RICHMOND, Va. (AP) — A Republican-dominated Senate committee narrowly killed a bill Thursday that would have barred state-funded abortions for poor women carrying mortally deformed fetuses.
But the panel blocked bids to repeal Virginia's year-old laws mandating pre-abortion ultrasound exams and to hold abortion clinics to the same architectural regulations as new hospitals.
On an 8-7 vote, the Education and Health Committee killed legislation to deny public funding for Medicaid patients whom doctors have told have little or no chance of delivering babies that can survive after birth.
The measure failed after Sen. Harry Blevins, R-Virginia Beach, who joined the committee's seven Democrats after hearing nearly an hour of often graphic testimony and emotionally freighted arguments.
The bill's sponsor, Sen. Tom Garrett, R-Louisa, said it would not deny women access to abortion but conforms policy in Virginia to federal law by denying public funding for it.
"There's been much talk about the limiting of access" Garrett said. "I ask you at what point the term access became something paid for by someone else?"
Garrett said he was offended a year ago when an abortion rights backer talked about prenatal defects that were "tragically incompatible with life." The term, he said, evokes American "eugenics" programs in the 1920s that forced the sterilization of people deemed undesirable and Nazi Germany's genocidal pogroms a decade later in a quest for "the master race."
Against that emotional backdrop, dialogue between Garrett and the bill's Democratic critics — including Sen. Ralph Northam of Norfolk, a pediatric neurologist running for lieutenant governor — was often tense and biting.
"Do you know how many abortions were done in 2012 under this (law)," Northam asked Garrett, who guessed a range from 9 and 14.
"There were seven," Northam said. "Do you know what the cost, senator, to the commonwealth was for those seven abortions?"
"Enlighten me," Garrett replied tersely.
"It's $4,544," he snapped. "You made a comment, senator, that you would not be the judge of what is incompatible with life. I respect that, but would you agree that a physician such as myself could assess a fetus and determine whether that fetus was incompatible with life from a medical condition?"
"I reject the notion that one human being can judge what is and isn't compatible with life," the former prosecutor said. He claimed that under Virginia's law, Helen Keller could have been aborted at taxpayer expense, a contention Senate Democratic Leader Dick Saslaw vehemently rejected.
Witness testimony at times was wrenching.
Mike Dennehy, a father of 12, testified with his 8-year-old daughter Hope — one of eight adopted children, four of them born with afflictions that he said would have permitted their abortions. Hope was born without arms or legs.
"Miss Hope every day in her school gives the students and teachers around her name, Hope. She's the light of our life, she's the light of the school she's in," Dennehy said.
Opponents of the bill — including three doctors — testified that Virginia's law doesn't apply to disabilities that supporters of the bill had cited.
"We are talking about fetuses without lungs, without brains, without vital organs compatible with life," said Dr. Wendy Klein. "We are talking about wanted pregnancies with tragic outcomes."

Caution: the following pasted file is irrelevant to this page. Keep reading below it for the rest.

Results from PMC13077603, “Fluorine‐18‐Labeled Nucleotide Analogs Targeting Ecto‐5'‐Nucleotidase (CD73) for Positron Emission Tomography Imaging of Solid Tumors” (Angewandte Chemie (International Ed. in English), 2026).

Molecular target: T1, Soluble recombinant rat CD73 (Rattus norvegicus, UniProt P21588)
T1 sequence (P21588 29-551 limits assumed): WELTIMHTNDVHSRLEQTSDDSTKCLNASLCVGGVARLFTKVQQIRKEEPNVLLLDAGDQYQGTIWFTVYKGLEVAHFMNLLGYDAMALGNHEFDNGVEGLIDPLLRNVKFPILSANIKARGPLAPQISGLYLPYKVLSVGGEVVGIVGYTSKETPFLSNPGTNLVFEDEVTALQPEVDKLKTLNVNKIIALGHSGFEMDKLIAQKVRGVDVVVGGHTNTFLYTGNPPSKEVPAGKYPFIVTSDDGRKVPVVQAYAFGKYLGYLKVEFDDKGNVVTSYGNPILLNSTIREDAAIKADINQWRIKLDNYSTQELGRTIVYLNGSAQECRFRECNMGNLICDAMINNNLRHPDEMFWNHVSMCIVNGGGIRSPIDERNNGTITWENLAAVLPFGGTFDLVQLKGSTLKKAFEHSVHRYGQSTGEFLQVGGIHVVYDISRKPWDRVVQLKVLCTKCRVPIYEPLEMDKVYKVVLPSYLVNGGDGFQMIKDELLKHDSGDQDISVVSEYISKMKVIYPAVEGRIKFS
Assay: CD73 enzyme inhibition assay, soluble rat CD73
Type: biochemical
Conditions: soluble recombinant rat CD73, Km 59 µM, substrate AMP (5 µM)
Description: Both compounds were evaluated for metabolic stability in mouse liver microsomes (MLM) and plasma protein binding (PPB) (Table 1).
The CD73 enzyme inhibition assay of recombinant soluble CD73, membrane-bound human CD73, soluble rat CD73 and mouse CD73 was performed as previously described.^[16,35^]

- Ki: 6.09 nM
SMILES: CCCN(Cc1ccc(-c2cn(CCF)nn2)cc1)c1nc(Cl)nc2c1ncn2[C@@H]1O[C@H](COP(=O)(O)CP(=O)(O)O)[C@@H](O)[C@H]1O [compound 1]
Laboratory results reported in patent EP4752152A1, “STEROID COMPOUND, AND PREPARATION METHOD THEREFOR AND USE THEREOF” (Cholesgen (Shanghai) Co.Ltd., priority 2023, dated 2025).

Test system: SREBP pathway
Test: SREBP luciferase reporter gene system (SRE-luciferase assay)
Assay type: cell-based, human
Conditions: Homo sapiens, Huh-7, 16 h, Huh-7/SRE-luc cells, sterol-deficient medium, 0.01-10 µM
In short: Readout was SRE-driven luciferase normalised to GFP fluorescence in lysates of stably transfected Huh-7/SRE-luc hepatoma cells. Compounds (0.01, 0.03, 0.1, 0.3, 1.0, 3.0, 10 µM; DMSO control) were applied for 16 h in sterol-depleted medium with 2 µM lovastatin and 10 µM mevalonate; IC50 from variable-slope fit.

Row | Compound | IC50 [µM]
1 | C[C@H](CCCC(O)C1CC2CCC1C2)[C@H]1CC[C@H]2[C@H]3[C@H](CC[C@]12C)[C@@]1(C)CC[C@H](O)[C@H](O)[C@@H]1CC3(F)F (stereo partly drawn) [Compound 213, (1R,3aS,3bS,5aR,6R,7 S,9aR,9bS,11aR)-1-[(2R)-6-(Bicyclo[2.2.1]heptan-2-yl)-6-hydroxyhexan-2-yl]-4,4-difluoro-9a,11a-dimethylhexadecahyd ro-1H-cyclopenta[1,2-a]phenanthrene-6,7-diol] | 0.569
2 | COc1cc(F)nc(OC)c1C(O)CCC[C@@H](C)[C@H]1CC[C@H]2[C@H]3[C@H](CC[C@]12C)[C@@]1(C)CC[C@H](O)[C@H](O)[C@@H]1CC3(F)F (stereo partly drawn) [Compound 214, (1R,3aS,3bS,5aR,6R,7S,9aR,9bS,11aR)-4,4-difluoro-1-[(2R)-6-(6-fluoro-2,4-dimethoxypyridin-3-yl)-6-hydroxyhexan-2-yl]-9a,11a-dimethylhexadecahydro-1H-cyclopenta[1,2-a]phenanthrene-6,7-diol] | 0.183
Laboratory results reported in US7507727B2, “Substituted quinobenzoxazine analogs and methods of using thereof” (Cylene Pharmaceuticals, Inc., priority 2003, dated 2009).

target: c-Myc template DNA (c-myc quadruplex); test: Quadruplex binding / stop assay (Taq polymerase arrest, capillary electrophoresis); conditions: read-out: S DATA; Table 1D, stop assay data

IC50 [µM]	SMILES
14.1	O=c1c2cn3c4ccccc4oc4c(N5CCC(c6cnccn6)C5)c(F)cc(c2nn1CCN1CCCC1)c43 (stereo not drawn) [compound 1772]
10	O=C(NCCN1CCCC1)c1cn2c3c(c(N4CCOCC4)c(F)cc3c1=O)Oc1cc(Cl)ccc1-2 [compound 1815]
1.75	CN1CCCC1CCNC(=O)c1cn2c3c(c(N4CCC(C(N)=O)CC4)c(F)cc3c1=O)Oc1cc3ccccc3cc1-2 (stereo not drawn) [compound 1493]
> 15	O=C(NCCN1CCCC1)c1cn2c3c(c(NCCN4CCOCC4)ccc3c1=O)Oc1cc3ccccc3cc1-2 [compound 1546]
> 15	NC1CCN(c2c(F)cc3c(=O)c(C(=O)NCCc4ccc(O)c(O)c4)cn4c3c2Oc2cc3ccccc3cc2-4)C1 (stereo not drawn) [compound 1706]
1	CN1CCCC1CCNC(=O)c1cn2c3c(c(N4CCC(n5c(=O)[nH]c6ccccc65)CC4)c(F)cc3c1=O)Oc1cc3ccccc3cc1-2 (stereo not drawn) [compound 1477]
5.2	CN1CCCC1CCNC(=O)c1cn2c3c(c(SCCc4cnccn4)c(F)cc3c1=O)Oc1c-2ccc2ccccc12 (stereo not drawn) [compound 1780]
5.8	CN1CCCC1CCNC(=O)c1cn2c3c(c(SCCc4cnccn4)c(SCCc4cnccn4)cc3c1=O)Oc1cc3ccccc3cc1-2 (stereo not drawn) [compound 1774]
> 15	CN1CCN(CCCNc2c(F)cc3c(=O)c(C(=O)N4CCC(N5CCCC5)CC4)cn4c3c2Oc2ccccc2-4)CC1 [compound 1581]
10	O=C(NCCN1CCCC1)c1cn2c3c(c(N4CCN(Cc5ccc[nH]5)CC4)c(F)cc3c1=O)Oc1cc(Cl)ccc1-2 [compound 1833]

Alena Yarmosky of the abortion-rights advocate NARAL Pro-Choice Virginia, read from a letter written by a woman who had to terminate a pregnancy last January when she and her husband learned that what would have been their firstborn had severe spina bifida and no chance to survive after birth.
"I was an emotional wreck. I could not believe this was happening to us," the letter said. "I can't imagine any woman going through this and being told she had no options because she had no funding."
"I would have wanted to die rather than to allow my baby to suffer," the letter said.
Northam and Sen. Barbara Favola failed to sway a Republican and advance legislation to repeal the law requiring ultrasonic scans of a woman's abdomen before abortions. Last January and February, the bill triggered angry protests by women's groups and others on Capitol Square while late-night television comedians lampooned Virginia and particularly Republicans over the measure.
Northam said the General Assembly had achieved the ultimate intrusion into private lives by taking discretion over the scan out of the hands of physicians and patients.
"This isn't about informed consent. This is about political interference and government coercion," Klein said.
Victoria Cobb, president of the conservative Family Foundation, praised the new law for allowing women "to see their unborn child prior to making an irreversible life-altering decision."
While ultrasound exams were standard before the law, she contended "abortionists were hiding the images from women to prevent the possibility that women might change their mind and reduce profit."
"To say a doctor would withhold information to improve profit is truly insulting," Northam said, turning to look over his right shoulder and glare at Cobb, "and I would hope you would apologize."
Efforts to repeal abortion clinic building regulations adopted last year died on the same partisan vote. Sponsor Mark Herring, D-Loudoun, said the requirements do nothing to improve safety while making abortion less accessible and more expensive. Family Foundation spokesman Chris Freund, however, said that building inspections of 20 abortion clinics after the new regulations took effect found more than 100 violations.